Tramadol Side Effects

All prescription drugs are prone to the effects of addiction. However, tramadol is one pain reliever whose level of tolerance is lower than that of morphine or other narcotic drugs but it should still be closely monitored when being prescribed. There are many side effects of this drug that one should be aware of.

Being an opioid, tramadol shouldn’t be mixed with other depressants because of increasing respiratory depression. Also because it causes respiratory depression, tramadol should not be used recreationally by those suffering from asthma or other conditions which impair respiration.

Nervous System Side Effects of Tramadol

Nervous system side effects occur frequently. These include:

  • Dizziness
  • Headache
  • Somnolence (been reported in more than 25 percent of treated patients during the first three months of therapy)
  • Nervousness
  • Anxiety
  • Tremor
  • Agitation
  • Euphoria
  • Emotional lability
  • Hallucinations
  • Confusion
  • Sleep disorders
  • Coordination disturbances (been reported in less than 5 percent of patients)
  • Delirium

Seizures from tramadol abuse occur at least once in about 0.87 percent of persons prescribed to Tramadol. Risk factors included a history of drug abuse (which might involve high-dose use) and combining tramadol with other drugs. Seizures are likely to be caused by tramadol itself even at the normal recommended dosage. The risk of seizure increases with dosage (that is why the daily limit is 400 mg). Most reported seizures have been caused by exceeding this limit.

It can be concluded that seizures from tramadol are a real possibility, especially if it is used by the wrong persons, combined with wrong substances or used in high amounts. Seizures have been reported in over 200 cases.

Tramadol Side Effects by Body System

Gastrointestinal side effects are common. Nausea and constipation occur within the first 90 days of therapy in 40 percent of treated patients, respectively. Other effects noted have been:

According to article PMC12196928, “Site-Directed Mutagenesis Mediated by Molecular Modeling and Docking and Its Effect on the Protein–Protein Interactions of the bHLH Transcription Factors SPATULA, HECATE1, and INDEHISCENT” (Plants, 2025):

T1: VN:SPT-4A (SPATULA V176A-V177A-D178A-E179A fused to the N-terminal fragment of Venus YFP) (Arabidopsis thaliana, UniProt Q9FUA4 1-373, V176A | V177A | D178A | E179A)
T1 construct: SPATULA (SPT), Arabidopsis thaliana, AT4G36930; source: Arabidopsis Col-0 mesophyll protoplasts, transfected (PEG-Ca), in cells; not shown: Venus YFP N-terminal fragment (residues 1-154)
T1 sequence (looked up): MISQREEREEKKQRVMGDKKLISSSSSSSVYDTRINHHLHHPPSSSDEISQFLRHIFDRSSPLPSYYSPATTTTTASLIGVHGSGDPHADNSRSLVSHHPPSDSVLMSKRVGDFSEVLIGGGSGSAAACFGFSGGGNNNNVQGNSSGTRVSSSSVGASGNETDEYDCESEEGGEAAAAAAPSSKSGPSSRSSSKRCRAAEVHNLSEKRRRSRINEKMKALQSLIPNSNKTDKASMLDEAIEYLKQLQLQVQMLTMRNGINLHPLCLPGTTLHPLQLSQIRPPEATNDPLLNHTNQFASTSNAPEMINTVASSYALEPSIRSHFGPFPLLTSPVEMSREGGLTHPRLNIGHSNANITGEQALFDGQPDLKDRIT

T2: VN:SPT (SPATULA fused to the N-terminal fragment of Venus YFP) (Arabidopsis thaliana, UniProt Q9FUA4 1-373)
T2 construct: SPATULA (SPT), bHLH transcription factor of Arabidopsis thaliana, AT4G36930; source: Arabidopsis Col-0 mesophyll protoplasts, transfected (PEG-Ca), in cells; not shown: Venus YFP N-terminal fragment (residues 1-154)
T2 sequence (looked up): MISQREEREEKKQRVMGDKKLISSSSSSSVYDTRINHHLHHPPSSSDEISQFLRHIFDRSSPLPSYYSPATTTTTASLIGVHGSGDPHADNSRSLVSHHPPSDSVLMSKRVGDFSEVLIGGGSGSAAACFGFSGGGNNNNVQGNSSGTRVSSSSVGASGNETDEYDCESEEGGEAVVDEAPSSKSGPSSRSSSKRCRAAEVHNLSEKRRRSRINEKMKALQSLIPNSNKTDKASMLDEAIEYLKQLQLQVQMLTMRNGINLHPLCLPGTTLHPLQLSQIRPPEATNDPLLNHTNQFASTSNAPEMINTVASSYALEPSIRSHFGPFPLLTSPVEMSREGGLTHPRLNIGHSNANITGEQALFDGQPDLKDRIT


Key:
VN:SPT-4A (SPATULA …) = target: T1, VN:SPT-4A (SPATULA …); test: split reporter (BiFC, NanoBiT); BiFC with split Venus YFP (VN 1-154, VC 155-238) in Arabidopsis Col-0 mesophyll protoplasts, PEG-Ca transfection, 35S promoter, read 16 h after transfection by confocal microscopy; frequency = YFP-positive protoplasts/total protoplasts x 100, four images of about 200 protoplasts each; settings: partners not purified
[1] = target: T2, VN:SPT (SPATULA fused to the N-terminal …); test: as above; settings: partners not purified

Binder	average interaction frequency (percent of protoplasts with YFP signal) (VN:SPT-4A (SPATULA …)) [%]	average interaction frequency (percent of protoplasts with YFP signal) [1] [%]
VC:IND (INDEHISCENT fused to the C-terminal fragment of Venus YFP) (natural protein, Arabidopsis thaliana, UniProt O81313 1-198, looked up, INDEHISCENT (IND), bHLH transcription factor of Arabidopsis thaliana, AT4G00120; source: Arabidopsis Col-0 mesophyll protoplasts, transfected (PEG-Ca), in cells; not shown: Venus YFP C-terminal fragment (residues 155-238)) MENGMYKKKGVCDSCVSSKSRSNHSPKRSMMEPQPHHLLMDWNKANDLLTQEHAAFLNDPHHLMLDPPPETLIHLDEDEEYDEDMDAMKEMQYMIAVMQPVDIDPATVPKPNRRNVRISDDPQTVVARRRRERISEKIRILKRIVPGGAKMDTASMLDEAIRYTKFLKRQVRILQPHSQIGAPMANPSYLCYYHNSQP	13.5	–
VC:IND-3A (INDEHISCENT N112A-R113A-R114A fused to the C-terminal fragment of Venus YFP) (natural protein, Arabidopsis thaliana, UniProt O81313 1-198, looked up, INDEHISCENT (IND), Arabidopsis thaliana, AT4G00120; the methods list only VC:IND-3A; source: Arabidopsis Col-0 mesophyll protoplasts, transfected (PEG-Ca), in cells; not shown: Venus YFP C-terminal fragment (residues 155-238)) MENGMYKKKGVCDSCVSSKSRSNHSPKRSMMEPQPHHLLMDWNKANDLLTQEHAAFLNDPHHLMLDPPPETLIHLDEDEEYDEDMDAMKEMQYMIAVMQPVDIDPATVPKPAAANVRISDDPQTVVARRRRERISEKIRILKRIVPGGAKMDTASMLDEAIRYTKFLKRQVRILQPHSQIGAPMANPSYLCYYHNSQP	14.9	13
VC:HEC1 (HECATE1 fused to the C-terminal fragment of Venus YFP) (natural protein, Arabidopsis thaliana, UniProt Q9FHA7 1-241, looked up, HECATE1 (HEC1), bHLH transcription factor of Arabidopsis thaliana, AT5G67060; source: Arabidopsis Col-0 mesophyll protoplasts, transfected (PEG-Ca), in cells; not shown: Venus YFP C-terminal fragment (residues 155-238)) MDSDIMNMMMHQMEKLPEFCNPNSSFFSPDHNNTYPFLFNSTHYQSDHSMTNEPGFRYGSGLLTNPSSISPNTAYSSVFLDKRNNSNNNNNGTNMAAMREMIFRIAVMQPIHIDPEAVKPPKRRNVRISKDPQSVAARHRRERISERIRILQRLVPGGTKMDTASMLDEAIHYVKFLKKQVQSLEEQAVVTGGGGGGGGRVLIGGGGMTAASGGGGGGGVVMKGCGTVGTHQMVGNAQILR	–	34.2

• Vomiting
  • Diarrhea
  • Dyspepsia
  • Anorexia
  • Flatulence
  • Abdominal pain
  • Dry mouth

Pruritus (an itch or a sensation that makes a person want to scratch) has been reported in 11 percent of tramadol cases with rare occurrences of a rash and urticaria (a kind of skin rash) also. Urinary retention and urinary frequency have been reported in less than 5 percent of treated patients.

Other side effects including withdrawal symptoms through tramadol detox and, rarely, auditory hallucinations have been reported. A case of vocal cord closure has also been reported.

Common and Severe Side Effects of Tramadol

Above all else, all medicines may cause side effects, but many people experience minor, or no side effects at all. Check with your doctor if any of these most common side effects persist or become bothersome when using Tramadol:

  • Constipation
  • Diarrhea
  • Dizziness
  • Drowsiness
  • Dry mouth
  • Headache
  • Nausea
  • Trouble sleeping
  • Vomiting
  • Weakness

Seek medical attention right away if any of these severe side effects occur when using tramadol:

  • Rash
  • Hives
  • Itching
  • Difficulty breathing
  • Tightness in the chest
  • Swelling of the mouth, face, lips or tongue
  • Agitation
  • Chest pain
  • Difficult or painful urination
  • Disorientation
  • Fainting
  • Hallucinations
  • Irregular heartbeat
  • Loss of coordination
  • Mood or mental changes (eg, depression)
  • Red, blistered, swollen or peeling skin
  • Seizures
  • Severe dizziness
  • Lightheadedness

The severity of many of these symptoms could be indicators of a rare, yet very serious condition called serotonin syndrome. The risk increases when this medication is used with certain other drugs and may cause the need for Tramadol abuse help. It’s vital to seek immediate medical attention if someone develops some of the particular following symptoms: mental/mood changes (such as agitation, hallucinations), unusual restlessness, loss of coordination, fast heartbeat, severe dizziness, unexplained fever, severe nausea/vomiting/diarrhea and twitchy muscles.


To prevent constipation, maintain a diet adequate in fiber, drink plenty of water, and exercise. If you are taking tramadol regularly, it may be useful to start using a laxative right away instead of waiting until you become constipated. Consult your pharmacist for details regarding the correct use of laxatives (e.g., stimulant-type with stool softener).

Get Help for Tramadol Abuse

If you or someone you know is struggling with a tramadol addiction, we can help. Please call our toll free number at 888-371-5704. We are available 24 hours a day to answer your questions on tramadol treatment.

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